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Burger Records expands its indie music mini-empire




(L-R) Bobby May (aka Bobby Burger), Sean Bohrman, Lee Rickard and Brian Flores.
(L-R) Bobby May (aka Bobby Burger), Sean Bohrman, Lee Rickard and Brian Flores.
Burger Records
(L-R) Bobby May (aka Bobby Burger), Sean Bohrman, Lee Rickard and Brian Flores.
Shoppers at opening day of the new Gnarburger in L.A.'s Cypress Park neighborhood.
Katherine Garrova
(L-R) Bobby May (aka Bobby Burger), Sean Bohrman, Lee Rickard and Brian Flores.
The new Gnarburger record store in L.A.'s Cypress Park neighborhood.
Katherine Garrova
(L-R) Bobby May (aka Bobby Burger), Sean Bohrman, Lee Rickard and Brian Flores.
Merchandise at the Burger store.
Katherine Garrova
(L-R) Bobby May (aka Bobby Burger), Sean Bohrman, Lee Rickard and Brian Flores.
Cassette tapes for sale at the new Gnarburger in LA.
Katherine Garrova


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Burger Records is a tiny record shop in a beige business park in Fullerton. But don't let the storefront fool you. In the back of that unassuming record shop, Burger's music label is a thriving indie success.

The baby of rock 'n' roll-worshiping entrepreneurs Sean Bohrman and William Lee Rickard, the Burger label is known for its DIY, kooky sensibility. Burger releases albums on cassette, puts on a dizzying number of rock shows and has its own YouTube show, BRGRTV

"We're still learning what we're doing," says Burger co-founder Sean Bohrman, sitting on the well-loved couch behind the record store.  "But when we started, it was just to put out our music. And then we learned, Oh we can do this, so we started putting out other bands' music."

When Bohrman and Rickard decided to make Burger a full-time enterprise, it meant Bohrman had to quit his job as an art director at a boating and fishing magazine. 

"I worked there for about four-and-a-half years and [Thee] Make Out Party, our band, was going to go on tour and the economy had gone bad, so they weren't going to hire a temp to take my place while I was gone. So I quit my job and cashed out my 401K and opened up Burger Records," Bohrman says.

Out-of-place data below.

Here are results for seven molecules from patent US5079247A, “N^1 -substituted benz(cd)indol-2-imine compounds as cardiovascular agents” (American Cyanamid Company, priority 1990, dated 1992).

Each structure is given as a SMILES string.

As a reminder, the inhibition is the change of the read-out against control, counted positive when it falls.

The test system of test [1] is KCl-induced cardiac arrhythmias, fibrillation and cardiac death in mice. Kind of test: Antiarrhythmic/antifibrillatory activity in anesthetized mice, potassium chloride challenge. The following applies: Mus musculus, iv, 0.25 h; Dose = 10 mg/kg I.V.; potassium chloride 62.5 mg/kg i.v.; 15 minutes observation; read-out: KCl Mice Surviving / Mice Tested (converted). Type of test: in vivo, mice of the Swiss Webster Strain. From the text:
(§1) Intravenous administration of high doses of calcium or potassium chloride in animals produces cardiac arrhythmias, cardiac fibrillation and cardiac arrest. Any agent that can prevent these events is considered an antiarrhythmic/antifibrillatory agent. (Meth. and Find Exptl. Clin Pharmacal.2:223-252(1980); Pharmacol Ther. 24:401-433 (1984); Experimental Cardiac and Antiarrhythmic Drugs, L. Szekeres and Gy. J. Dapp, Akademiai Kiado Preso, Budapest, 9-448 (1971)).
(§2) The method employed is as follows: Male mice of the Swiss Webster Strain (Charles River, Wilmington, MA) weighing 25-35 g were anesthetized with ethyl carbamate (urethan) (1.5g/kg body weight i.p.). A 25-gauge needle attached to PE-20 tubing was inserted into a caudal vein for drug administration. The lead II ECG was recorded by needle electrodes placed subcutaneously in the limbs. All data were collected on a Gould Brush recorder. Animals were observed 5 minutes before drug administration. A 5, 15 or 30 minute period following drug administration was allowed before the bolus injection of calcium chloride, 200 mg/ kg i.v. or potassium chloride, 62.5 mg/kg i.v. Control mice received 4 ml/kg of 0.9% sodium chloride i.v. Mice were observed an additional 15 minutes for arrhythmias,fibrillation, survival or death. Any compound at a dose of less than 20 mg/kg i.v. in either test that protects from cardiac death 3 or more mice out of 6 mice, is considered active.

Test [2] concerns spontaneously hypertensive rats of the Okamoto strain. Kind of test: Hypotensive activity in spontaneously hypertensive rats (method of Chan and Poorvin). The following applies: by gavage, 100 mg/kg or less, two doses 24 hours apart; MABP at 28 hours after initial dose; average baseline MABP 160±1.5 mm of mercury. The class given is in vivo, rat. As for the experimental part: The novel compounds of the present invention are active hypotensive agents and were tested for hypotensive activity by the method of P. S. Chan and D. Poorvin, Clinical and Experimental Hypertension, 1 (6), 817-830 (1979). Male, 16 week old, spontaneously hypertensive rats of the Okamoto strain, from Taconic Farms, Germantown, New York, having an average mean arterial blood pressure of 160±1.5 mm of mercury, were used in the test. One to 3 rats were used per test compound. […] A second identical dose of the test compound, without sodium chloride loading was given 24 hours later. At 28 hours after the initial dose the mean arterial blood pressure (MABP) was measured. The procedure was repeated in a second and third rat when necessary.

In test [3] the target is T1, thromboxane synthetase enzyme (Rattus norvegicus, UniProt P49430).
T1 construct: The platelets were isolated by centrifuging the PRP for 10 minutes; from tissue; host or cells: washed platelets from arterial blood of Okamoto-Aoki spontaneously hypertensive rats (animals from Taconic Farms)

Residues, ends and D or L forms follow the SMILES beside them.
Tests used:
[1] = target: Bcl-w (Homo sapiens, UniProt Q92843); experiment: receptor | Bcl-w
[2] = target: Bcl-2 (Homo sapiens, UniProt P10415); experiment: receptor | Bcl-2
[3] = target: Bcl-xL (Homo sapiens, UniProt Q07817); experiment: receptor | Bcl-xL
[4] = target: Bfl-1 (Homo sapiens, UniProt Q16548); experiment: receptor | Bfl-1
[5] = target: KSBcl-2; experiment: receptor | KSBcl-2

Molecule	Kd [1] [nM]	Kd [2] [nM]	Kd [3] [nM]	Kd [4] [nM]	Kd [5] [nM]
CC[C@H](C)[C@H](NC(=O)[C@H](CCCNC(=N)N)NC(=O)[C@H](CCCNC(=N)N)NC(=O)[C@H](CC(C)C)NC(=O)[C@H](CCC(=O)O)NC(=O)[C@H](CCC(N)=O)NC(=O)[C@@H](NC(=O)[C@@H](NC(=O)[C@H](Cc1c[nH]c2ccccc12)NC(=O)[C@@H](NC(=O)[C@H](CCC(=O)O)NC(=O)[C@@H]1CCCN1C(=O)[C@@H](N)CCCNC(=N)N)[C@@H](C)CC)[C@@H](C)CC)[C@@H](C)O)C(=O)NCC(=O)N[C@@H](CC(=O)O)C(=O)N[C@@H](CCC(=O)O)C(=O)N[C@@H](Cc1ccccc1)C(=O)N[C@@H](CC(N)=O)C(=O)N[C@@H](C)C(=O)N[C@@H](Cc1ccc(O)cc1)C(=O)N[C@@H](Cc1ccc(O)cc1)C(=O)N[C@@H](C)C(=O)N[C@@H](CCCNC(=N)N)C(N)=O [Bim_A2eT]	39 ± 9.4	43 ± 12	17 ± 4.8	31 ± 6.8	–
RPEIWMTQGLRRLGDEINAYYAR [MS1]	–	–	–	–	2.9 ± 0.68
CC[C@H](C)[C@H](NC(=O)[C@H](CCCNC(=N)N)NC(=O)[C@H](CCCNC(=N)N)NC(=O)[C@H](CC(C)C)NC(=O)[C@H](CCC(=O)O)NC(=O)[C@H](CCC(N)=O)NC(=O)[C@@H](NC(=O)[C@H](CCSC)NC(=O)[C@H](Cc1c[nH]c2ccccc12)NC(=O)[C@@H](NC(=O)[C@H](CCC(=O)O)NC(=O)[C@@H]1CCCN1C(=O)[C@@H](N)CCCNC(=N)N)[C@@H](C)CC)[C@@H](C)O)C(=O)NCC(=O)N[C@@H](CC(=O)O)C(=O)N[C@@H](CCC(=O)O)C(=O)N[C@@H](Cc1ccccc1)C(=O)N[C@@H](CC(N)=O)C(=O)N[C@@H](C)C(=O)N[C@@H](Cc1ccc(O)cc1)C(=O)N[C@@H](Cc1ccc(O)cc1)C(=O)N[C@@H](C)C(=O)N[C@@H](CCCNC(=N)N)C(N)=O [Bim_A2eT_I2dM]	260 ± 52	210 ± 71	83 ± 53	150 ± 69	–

Under the Burger Records label, Bohrman and Rickard release cassettes, CDs and vinyl albums. In the world of indie label successes, Burger is the shabby, homegrown outfit that prevailed. And Bohrman says they've accomplished all of this out of a drab business park in Orange County. 

"We work non-stop, constantly," Bohrman says "From the moment we wake up to the moment we go to bed at 4 a.m. or whatever. It's just non-stop Burger all the time."

Bohrman says there are about 800 Burger bands right now, working in one way or another with their label, which is known globally. "We've sold tapes and records to almost every single continent," he says. "Except Antarctica."

Bohrman and Rickard were early supporters of acts such as Ty Segall, Bleached and Cherry Glazerr— all of which have released albums on labels other than Burger. But Rickard says that's okay. 

"It's surreal, our friends [are] growing — as they should," Rickard says. "We believe in all of our artists and really think that they're stars and have a lot of charisma and character. That's our jobs is, you know, to find the gems." 

And the Burger universe is expanding. Just this month, Bohrman and Rickard opened a new outpost in L.A.'s Cypress Park neighborhood. The shop is called Gnarburger and it's a partnership between Burger and another indie label originally based in Portland called Gnar Tapes

Bohrman says it's about time they expanded up north: "We knew that if we did open a shop in L.A. that it would get a good response, because a lot of people don't want to drive all the way down to Orange County." 

L.A.-based Burger fans will be driving to Orange County soon though. This weekend Burger puts on its yearly music festival, Burgerama, at The Observatory in Santa Ana. 

"It's our biggest show we've ever done, we've ever conceived," Bohrman says.  

Bands performing this year  include Burger staples Cherry Glazerr and Ty Segall, but also rock veterans Roky Erickson and Weezer. 

"When Sean and I were both kids we had Weezer's 'Blue Album' on cassette and CD," Rickard says. "We got to make a tape just this last year of their new album. And that was a dream come true to be able to get Weezer on Burger." 

But after this weekend's festival is over, Bohrman and Rickard will keep cheering on bands, whether in the O.C., L.A., or Australia for that matter. It's an important part of what they do at Burger, and the importance isn't lost on Rickard. 

"It turns us on and it keeps us excited just bringing like-minded people together to create a community and a family and stuff like that," he says. "In the future I hope we have a cool spot ... a landmark that people can come [to] ... The Burgerland or the Burgertown or the Burger joint."

Bohrman and Rickard don't have any set plans for Burgerland just yet. But, gauging by the rate of their expansion, who knows? 



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